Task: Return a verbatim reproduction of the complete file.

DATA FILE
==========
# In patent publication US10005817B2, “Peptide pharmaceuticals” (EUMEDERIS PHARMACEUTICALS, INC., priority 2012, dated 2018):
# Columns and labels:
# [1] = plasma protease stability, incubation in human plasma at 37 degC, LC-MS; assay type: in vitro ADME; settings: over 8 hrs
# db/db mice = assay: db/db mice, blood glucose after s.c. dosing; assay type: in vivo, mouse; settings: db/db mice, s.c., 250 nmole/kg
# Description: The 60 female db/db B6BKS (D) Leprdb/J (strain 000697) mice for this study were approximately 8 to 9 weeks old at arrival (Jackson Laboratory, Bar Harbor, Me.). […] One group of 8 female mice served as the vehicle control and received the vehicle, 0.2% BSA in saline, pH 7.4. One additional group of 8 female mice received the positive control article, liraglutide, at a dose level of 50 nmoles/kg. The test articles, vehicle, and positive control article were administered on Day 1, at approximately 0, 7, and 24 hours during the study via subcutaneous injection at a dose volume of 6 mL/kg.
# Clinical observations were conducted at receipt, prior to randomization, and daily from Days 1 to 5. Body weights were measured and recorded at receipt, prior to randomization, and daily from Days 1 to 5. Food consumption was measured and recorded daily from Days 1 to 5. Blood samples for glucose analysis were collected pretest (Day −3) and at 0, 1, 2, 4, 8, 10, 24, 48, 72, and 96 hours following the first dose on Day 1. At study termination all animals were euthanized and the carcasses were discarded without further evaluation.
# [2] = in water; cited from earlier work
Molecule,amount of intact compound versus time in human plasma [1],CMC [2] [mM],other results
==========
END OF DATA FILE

# In patent publication US10005817B2, “Peptide pharmaceuticals” (EUMEDERIS PHARMACEUTICALS, INC., priority 2012, dated 2018):
# Columns and labels:
# [1] = plasma protease stability, incubation in human plasma at 37 degC, LC-MS; assay type: in vitro ADME; settings: over 8 hrs
# db/db mice = assay: db/db mice, blood glucose after s.c. dosing; assay type: in vivo, mouse; settings: db/db mice, s.c., 250 nmole/kg
# Description: The 60 female db/db B6BKS (D) Leprdb/J (strain 000697) mice for this study were approximately 8 to 9 weeks old at arrival (Jackson Laboratory, Bar Harbor, Me.). […] One group of 8 female mice served as the vehicle control and received the vehicle, 0.2% BSA in saline, pH 7.4. One additional group of 8 female mice received the positive control article, liraglutide, at a dose level of 50 nmoles/kg. The test articles, vehicle, and positive control article were administered on Day 1, at approximately 0, 7, and 24 hours during the study via subcutaneous injection at a dose volume of 6 mL/kg.
# Clinical observations were conducted at receipt, prior to randomization, and daily from Days 1 to 5. Body weights were measured and recorded at receipt, prior to randomization, and daily from Days 1 to 5. Food consumption was measured and recorded daily from Days 1 to 5. Blood samples for glucose analysis were collected pretest (Day −3) and at 0, 1, 2, 4, 8, 10, 24, 48, 72, and 96 hours following the first dose on Day 1. At study termination all animals were euthanized and the carcasses were discarded without further evaluation.
# [2] = in water; cited from earlier work
Molecule,amount of intact compound versus time in human plasma [1],CMC [2] [mM],other results